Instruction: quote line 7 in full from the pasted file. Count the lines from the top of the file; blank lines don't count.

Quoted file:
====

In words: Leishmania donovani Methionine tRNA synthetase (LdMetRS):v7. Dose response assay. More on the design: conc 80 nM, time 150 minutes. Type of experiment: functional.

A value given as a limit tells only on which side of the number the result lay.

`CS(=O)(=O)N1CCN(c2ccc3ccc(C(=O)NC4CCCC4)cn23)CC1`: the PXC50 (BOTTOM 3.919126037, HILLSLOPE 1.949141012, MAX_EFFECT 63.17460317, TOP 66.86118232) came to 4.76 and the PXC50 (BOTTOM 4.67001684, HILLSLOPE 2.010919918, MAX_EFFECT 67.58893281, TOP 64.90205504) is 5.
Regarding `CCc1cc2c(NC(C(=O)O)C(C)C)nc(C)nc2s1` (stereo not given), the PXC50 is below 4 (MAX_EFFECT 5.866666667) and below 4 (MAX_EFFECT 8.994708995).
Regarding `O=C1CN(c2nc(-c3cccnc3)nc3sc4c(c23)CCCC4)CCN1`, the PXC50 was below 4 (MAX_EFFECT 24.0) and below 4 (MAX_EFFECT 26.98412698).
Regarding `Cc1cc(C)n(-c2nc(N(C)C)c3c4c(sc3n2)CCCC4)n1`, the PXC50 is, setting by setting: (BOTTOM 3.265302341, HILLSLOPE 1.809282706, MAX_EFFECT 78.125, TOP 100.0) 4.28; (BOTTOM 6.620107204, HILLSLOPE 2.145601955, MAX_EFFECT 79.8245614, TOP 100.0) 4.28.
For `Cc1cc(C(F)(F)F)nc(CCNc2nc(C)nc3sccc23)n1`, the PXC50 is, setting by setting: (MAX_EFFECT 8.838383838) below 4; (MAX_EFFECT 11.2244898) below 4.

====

For `Cc1cc(C(F)(F)F)nc(CCNc2nc(C)nc3sccc23)n1`, the PXC50 is, setting by setting: (MAX_EFFECT 8.838383838) below 4; (MAX_EFFECT 11.2244898) below 4.